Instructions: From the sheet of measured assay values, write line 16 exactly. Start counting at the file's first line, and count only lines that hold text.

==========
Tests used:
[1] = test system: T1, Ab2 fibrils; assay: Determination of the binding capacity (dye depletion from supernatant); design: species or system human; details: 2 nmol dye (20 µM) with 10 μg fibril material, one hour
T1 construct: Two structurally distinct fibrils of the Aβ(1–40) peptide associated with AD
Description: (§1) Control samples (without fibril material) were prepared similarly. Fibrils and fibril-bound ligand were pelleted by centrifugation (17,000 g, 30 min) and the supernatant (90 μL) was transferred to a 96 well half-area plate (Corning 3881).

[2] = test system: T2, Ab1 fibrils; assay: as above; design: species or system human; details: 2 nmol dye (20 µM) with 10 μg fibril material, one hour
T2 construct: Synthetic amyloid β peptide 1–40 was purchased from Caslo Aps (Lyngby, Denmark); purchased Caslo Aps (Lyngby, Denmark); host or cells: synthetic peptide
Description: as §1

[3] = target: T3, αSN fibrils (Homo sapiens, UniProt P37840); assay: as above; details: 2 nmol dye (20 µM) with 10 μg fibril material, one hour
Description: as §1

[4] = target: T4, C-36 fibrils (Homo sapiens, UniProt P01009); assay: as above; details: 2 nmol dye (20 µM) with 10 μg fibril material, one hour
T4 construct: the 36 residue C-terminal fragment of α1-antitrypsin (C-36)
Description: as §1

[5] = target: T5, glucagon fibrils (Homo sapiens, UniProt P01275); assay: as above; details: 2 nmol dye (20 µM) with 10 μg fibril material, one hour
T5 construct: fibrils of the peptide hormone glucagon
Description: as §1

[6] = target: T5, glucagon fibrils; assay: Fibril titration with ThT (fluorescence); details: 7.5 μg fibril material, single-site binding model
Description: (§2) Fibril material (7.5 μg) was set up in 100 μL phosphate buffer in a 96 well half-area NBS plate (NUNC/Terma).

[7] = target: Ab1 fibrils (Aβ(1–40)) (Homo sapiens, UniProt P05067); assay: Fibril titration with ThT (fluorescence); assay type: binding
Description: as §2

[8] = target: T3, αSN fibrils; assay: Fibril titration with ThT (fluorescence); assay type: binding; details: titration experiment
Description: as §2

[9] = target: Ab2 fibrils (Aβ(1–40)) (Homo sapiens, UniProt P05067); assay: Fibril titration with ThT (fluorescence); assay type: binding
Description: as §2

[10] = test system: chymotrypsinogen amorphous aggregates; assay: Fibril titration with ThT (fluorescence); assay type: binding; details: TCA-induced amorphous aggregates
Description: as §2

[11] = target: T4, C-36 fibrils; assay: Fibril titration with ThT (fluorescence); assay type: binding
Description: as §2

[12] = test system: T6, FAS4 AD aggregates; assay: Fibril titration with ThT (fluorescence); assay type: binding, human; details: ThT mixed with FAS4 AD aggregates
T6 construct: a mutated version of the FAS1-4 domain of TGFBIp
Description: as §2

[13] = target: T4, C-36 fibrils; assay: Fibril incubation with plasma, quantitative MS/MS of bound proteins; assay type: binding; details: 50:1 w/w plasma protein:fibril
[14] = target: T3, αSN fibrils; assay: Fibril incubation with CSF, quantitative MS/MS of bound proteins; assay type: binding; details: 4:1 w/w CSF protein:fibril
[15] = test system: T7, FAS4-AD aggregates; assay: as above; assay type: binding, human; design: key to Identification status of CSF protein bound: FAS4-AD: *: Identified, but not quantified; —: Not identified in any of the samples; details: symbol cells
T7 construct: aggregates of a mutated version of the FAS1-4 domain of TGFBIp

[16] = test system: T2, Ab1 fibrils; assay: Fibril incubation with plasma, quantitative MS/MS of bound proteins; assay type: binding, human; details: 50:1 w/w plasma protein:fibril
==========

[6] = target: T5, glucagon fibrils; assay: Fibril titration with ThT (fluorescence); details: 7.5 μg fibril material, single-site binding model